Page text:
Friday, February 17, 2012

Alma Mater

by Shelly Blake-Plock

Spending the morning at my high school alma mater today discussing pd and teaching styles. It's an interesting position to be in. Wondering what you all would say given the opportunity to talk with your alma mater about what effect they had on you (for better or worse) and where and how you would want to see them go into the new.


  1. I'd first be interested in figuring out how my teachers actually remember me. I think I was a rather disengaged student, but I'm not sure that's how they would see me. Then, I'd want to talk about the system of rewards and punishments that was (and still is) in place and how I think it negatively and positively impacted me. I'd then want to talk to them about modeling more risk-taking in their instructional practice and the need to focus on more critical thinking. I left school very able to pass tests, but I was not prepared to think critically and creatively. I hadn't been given the tools--or perhaps I just hadn't been paying attention, but I was able to get away with that.

  2. I actually work at my alma-mater. It has been a good experience so far. It is hard sometimes changing impressions of myself as a student to myself as a teacher. But, if you want a supportive working environment, it doesn't get much more supportive than the faculty that helped get you there!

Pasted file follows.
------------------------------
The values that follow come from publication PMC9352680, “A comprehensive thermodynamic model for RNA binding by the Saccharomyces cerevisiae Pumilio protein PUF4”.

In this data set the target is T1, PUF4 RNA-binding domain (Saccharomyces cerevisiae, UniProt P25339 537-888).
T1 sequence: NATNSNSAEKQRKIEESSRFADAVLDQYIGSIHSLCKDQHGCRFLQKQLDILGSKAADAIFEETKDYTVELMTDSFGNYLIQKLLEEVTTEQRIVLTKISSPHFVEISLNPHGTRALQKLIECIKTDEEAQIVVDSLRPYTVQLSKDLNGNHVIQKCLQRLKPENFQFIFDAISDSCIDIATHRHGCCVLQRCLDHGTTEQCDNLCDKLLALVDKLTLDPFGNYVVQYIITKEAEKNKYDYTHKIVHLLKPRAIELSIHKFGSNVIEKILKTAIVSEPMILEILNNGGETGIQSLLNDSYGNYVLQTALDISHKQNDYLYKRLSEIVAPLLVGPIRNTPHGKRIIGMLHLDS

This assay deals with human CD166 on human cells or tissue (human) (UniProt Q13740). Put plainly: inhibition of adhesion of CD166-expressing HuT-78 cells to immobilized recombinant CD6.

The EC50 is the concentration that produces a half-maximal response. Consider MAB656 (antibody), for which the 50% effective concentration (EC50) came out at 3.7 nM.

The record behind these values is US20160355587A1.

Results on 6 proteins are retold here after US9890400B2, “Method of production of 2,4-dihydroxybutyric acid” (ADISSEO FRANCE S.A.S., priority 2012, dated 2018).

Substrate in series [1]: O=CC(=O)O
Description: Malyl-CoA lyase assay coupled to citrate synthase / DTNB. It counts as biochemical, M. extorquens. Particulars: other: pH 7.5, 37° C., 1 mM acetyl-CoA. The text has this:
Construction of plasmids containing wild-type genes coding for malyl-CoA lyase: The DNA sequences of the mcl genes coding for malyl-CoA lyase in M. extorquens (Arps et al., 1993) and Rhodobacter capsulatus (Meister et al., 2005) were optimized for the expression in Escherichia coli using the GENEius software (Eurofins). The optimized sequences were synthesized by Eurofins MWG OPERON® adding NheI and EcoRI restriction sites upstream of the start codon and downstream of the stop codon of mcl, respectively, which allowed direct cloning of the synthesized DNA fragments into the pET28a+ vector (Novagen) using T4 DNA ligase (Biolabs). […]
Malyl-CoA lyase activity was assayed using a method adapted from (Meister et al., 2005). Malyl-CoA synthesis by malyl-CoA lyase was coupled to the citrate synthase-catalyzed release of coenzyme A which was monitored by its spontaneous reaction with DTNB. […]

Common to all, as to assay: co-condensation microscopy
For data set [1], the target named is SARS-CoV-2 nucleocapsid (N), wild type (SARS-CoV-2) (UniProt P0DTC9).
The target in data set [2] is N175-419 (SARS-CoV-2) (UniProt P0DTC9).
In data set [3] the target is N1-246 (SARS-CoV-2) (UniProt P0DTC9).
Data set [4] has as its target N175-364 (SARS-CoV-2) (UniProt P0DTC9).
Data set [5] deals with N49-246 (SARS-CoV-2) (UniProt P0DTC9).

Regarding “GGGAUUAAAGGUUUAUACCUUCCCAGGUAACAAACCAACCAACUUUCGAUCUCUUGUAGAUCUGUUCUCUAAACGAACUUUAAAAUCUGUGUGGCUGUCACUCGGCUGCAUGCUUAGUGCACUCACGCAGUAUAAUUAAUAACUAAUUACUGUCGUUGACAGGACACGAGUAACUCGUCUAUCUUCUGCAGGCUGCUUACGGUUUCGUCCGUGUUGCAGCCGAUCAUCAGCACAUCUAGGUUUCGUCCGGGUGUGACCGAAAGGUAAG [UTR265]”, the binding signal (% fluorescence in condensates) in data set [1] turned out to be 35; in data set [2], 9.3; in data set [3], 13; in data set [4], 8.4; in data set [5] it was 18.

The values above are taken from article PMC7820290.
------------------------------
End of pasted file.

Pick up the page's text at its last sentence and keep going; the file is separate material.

3. Really interesting question. I would have about equal parts good and bad to share about my alma mater. But, weirdly the good would outweigh the bad because the good things - friendships, values, discipline and habits - are more valuable to me over the longer term of my life. The things that seemed so important at the time - the academics - were not what I thought. I am still not over the fact that that I got 6 weeks of Fs on all of my writing assignments in college because the writing instruction was so limited and narrow in my high school. They had this idea that perfect grammar mattered more than interesting ideas and voice. It has been a struggle learning voice and strong argument on the page. I would hope my alma mater would go into the new willing to reinvent tradition and not hold on to things whose enduring value and meaning and effectiveness is done. Go into the new happily and bravely.


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